Service Included, FinOps Foundation Counts Cost Of Cloud – Forbes

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Cloud has costs. Cloud computing has a cost in terms of staff training and the need to upskill software application development engineers with its new mechanics, syntax, architecture and structure. Cloud computing has a cost in relation to its environmental impact - a factor borne out of its need to run from server racks located in Cloud Service Provider (CSP) datacenters.

Cloud computing has a cost in the shape of cost savings, with IT infrastructure management, maintenance, updates, security provisioning and more all handled by the CSP hyperscaler platform (AWS, Google Cloud Platform, Microsoft Azure and the other vendor-specific clouds that also exist such as Oracles) of choice that an enterprise settles on. Cloud also has a cost in terms of migration charges as we move previously on-premises data and applications to the cloud - and of course, cloud has a cost because cloud computing isnt free.

With all those costs to consider, it is perhaps no surprise that weve seen the FinOps Foundation, established in recent times. A part of The Linux Foundation since 2020 (prior to which it was a standalone non-profit trade association) as a non-profit technology consortium, this group is focused on advancing the people and practice of FinOps to analyze and manage the cost of cloud.

In search of a formal definition of FinOps (which we have also discussed here), the foundations Technical Advisory Council states that, FinOps is an evolving cloud financial management discipline and cultural practice that enables organizations to get maximum business value by helping engineering, finance, technology and business teams to collaborate on data-driven spending decisions.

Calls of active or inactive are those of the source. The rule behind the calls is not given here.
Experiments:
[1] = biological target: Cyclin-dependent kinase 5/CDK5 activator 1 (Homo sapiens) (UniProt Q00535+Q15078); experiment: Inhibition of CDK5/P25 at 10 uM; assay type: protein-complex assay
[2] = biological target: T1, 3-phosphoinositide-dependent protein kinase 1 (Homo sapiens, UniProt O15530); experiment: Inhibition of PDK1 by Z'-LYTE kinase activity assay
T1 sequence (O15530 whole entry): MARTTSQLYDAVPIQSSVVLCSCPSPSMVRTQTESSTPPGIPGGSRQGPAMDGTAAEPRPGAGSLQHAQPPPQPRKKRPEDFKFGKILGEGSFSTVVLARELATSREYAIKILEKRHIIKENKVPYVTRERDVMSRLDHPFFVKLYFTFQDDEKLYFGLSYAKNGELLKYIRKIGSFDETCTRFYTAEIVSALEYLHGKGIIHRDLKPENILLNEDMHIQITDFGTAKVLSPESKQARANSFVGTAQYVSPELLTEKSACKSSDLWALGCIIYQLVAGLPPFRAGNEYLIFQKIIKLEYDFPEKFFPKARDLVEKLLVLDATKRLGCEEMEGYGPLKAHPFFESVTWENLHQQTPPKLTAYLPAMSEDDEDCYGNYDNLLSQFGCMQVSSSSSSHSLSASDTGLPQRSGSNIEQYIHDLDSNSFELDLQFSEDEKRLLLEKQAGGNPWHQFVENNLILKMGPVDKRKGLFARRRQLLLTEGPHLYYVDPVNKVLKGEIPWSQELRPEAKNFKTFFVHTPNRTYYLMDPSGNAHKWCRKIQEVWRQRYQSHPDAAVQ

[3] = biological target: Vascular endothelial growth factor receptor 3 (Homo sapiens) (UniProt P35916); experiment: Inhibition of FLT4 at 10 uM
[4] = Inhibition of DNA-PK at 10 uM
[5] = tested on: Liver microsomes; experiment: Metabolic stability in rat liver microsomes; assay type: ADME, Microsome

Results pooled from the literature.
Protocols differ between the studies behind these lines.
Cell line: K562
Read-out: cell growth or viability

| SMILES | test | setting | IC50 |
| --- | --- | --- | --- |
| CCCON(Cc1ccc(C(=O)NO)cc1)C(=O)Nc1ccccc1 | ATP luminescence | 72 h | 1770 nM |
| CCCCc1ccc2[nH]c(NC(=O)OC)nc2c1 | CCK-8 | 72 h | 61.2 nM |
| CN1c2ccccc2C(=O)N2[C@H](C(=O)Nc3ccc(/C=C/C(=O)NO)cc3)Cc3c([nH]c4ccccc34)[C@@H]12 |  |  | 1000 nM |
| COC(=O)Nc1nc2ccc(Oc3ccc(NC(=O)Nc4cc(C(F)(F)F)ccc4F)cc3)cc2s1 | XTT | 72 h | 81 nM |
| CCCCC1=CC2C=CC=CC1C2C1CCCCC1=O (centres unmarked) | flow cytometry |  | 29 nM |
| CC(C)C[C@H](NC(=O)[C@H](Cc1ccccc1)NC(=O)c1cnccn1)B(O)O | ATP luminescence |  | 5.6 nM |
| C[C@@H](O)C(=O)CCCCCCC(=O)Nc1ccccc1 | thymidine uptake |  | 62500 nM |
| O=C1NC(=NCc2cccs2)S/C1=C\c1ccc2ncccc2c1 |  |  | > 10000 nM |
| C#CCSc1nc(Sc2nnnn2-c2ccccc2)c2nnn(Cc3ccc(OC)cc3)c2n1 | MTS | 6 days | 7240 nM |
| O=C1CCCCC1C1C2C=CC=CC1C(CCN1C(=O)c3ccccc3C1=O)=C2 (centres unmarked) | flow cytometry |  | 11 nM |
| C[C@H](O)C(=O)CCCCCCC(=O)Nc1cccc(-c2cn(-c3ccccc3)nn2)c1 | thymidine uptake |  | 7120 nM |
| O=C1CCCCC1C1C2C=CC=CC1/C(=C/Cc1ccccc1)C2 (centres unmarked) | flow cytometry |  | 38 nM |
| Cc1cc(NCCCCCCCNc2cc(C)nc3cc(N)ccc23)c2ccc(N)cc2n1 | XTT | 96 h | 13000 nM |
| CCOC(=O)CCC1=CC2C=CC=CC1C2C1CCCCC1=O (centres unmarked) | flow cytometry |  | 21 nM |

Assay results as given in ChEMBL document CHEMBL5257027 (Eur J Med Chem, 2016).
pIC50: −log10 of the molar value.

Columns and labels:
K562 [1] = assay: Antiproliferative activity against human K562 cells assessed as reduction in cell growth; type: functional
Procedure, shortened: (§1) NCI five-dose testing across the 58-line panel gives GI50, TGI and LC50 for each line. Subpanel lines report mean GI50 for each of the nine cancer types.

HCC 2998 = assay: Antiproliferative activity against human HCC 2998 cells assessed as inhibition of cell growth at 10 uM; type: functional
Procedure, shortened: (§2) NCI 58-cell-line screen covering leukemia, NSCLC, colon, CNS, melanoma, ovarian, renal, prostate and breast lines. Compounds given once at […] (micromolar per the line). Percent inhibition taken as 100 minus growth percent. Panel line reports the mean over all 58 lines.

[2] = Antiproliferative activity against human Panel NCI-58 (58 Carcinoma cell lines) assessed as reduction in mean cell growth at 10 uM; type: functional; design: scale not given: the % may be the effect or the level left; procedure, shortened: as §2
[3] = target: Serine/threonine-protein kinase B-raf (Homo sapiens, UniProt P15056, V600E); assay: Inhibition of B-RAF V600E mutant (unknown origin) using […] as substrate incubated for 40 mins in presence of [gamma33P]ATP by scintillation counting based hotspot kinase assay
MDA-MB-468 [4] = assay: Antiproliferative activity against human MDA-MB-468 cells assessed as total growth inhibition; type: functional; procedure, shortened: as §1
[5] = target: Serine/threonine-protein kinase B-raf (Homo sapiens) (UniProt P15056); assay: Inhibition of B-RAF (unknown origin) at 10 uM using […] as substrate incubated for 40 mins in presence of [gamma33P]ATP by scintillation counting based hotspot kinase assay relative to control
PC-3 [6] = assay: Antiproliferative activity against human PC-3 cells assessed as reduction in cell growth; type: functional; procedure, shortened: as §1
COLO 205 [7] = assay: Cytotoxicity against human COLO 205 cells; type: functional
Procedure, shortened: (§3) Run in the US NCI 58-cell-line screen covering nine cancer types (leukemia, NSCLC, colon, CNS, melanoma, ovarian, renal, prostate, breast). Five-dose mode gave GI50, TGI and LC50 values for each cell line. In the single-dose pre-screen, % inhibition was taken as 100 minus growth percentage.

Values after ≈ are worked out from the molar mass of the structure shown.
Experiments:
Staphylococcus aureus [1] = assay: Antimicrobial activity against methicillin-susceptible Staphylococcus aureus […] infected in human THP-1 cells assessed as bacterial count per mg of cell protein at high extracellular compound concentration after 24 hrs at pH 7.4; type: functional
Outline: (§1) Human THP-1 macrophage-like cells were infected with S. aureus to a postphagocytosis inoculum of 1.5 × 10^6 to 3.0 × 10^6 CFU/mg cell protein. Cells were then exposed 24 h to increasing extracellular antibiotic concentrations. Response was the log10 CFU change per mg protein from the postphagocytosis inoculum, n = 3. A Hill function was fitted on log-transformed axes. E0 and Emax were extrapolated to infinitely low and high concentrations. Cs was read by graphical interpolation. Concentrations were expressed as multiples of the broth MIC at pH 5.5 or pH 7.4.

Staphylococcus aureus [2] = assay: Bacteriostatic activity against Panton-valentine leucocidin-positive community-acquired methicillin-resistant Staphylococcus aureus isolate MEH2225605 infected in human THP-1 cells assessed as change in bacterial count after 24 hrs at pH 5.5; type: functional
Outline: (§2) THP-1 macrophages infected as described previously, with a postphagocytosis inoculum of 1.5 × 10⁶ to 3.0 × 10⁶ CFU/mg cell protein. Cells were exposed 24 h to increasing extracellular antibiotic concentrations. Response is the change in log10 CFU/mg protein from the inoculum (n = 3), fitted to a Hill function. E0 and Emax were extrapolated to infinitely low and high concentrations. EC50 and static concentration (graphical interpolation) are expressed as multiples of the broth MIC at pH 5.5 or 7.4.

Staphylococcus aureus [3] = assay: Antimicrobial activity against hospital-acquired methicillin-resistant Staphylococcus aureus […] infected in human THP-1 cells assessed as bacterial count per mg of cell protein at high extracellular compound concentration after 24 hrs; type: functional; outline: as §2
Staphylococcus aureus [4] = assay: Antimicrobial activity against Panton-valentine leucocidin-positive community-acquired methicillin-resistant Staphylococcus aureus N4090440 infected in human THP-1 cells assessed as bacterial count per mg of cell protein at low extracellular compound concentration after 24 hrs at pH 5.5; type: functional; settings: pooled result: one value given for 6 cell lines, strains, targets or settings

With cloud spending being the central focus of FinOps (although the other above-mentioned costs also forming an integral part of the miz) the FinOps Foundation has now launched the FinOps Open Cost & Usage Specification (FOCUS) version 1.0-preview. In terms of collaborators and supporters. AWS, Microsoft, Google Cloud and Oracle Cloud join large cloud spenders like CapitalOne, Walmart, Workday, Goldman Sachs and others as formal contributors to this specification i.e. all firms have aligned to this universal cloud billing specification.

This foundational project for the FinOps discipline is hoped to create an open specification for the presentation of cost and usage data. In other words, the team (the committee, the council, the board, the aligned organizations - everyone involved basically) have said that they are concerned with demystifying cloud spend and making it easier to show and report value. The goal of the FOCUS project is to normalize schema (the format and structure that information is presented in, such as that presented by a dataabse) and terminology for cost and usage data, helping organizations to achieve consistency and simplicity of understanding cost and usage across cloud and data sets.

We are establishing FOCUS as the cornerstone lexicon of FinOps by providing an open source, vendor-agnostic specification featuring a unified schema and language, said Mike Fuller CTO at the FinOps Foundation. With this release, we are paving the way for FOCUS to foster collaboration among major cloud providers, FinOps vendors, leading SaaS providers and forward-thinking FinOps enterprises to establish a unified, serviceable framework for cloud billing data, increasing trust in the data and making it easier to understand the value of cloud spend.